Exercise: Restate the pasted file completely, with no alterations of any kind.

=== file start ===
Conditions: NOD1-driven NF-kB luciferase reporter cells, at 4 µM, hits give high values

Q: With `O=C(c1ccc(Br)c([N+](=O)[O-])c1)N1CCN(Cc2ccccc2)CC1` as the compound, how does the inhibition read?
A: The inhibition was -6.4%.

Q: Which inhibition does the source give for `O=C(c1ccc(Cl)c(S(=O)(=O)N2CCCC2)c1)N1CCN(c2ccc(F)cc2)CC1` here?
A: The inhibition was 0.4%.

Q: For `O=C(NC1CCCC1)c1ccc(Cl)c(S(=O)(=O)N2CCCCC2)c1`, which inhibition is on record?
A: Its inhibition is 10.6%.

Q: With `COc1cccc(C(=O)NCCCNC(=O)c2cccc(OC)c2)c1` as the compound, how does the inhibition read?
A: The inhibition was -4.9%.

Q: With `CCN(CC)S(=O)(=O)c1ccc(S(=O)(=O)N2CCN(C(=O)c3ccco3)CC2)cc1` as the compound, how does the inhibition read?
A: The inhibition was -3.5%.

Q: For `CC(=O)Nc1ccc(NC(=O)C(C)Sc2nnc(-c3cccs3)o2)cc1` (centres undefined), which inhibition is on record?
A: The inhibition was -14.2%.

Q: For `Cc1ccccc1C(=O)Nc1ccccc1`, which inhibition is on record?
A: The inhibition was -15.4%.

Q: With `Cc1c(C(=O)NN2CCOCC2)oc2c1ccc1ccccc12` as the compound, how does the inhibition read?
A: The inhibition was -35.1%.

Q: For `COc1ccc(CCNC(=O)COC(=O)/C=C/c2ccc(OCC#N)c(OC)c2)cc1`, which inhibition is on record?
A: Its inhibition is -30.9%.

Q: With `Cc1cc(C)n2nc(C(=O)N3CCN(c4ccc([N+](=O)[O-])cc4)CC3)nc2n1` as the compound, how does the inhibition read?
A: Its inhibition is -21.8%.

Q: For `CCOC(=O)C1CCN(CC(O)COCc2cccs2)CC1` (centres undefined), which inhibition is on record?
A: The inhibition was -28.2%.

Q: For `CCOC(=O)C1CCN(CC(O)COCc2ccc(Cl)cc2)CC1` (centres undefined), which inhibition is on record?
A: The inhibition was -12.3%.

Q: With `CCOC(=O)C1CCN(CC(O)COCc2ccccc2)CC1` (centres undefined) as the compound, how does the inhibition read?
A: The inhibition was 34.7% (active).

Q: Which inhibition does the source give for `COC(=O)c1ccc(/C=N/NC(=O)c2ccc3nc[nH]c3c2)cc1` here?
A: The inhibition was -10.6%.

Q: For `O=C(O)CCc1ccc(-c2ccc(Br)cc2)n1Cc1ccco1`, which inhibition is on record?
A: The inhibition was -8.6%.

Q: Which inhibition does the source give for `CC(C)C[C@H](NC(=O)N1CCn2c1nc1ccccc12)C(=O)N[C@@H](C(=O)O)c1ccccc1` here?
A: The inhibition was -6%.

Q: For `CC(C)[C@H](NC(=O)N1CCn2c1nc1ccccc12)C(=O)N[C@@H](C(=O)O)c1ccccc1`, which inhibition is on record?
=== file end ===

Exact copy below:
Conditions: NOD1-driven NF-kB luciferase reporter cells, at 4 µM, hits give high values

Q: With `O=C(c1ccc(Br)c([N+](=O)[O-])c1)N1CCN(Cc2ccccc2)CC1` as the compound, how does the inhibition read?
A: The inhibition was -6.4%.

Q: Which inhibition does the source give for `O=C(c1ccc(Cl)c(S(=O)(=O)N2CCCC2)c1)N1CCN(c2ccc(F)cc2)CC1` here?
A: The inhibition was 0.4%.

Q: For `O=C(NC1CCCC1)c1ccc(Cl)c(S(=O)(=O)N2CCCCC2)c1`, which inhibition is on record?
A: Its inhibition is 10.6%.

Q: With `COc1cccc(C(=O)NCCCNC(=O)c2cccc(OC)c2)c1` as the compound, how does the inhibition read?
A: The inhibition was -4.9%.

Q: With `CCN(CC)S(=O)(=O)c1ccc(S(=O)(=O)N2CCN(C(=O)c3ccco3)CC2)cc1` as the compound, how does the inhibition read?
A: The inhibition was -3.5%.

Q: For `CC(=O)Nc1ccc(NC(=O)C(C)Sc2nnc(-c3cccs3)o2)cc1` (centres undefined), which inhibition is on record?
A: The inhibition was -14.2%.

Q: For `Cc1ccccc1C(=O)Nc1ccccc1`, which inhibition is on record?
A: The inhibition was -15.4%.

Q: With `Cc1c(C(=O)NN2CCOCC2)oc2c1ccc1ccccc12` as the compound, how does the inhibition read?
A: The inhibition was -35.1%.

Q: For `COc1ccc(CCNC(=O)COC(=O)/C=C/c2ccc(OCC#N)c(OC)c2)cc1`, which inhibition is on record?
A: Its inhibition is -30.9%.

Q: With `Cc1cc(C)n2nc(C(=O)N3CCN(c4ccc([N+](=O)[O-])cc4)CC3)nc2n1` as the compound, how does the inhibition read?
A: Its inhibition is -21.8%.

Q: For `CCOC(=O)C1CCN(CC(O)COCc2cccs2)CC1` (centres undefined), which inhibition is on record?
A: The inhibition was -28.2%.

Q: For `CCOC(=O)C1CCN(CC(O)COCc2ccc(Cl)cc2)CC1` (centres undefined), which inhibition is on record?
A: The inhibition was -12.3%.

Q: With `CCOC(=O)C1CCN(CC(O)COCc2ccccc2)CC1` (centres undefined) as the compound, how does the inhibition read?
A: The inhibition was 34.7% (active).

Q: Which inhibition does the source give for `COC(=O)c1ccc(/C=N/NC(=O)c2ccc3nc[nH]c3c2)cc1` here?
A: The inhibition was -10.6%.

Q: For `O=C(O)CCc1ccc(-c2ccc(Br)cc2)n1Cc1ccco1`, which inhibition is on record?
A: The inhibition was -8.6%.

Q: Which inhibition does the source give for `CC(C)C[C@H](NC(=O)N1CCn2c1nc1ccccc12)C(=O)N[C@@H](C(=O)O)c1ccccc1` here?
A: The inhibition was -6%.

Q: For `CC(C)[C@H](NC(=O)N1CCn2c1nc1ccccc12)C(=O)N[C@@H](C(=O)O)c1ccccc1`, which inhibition is on record?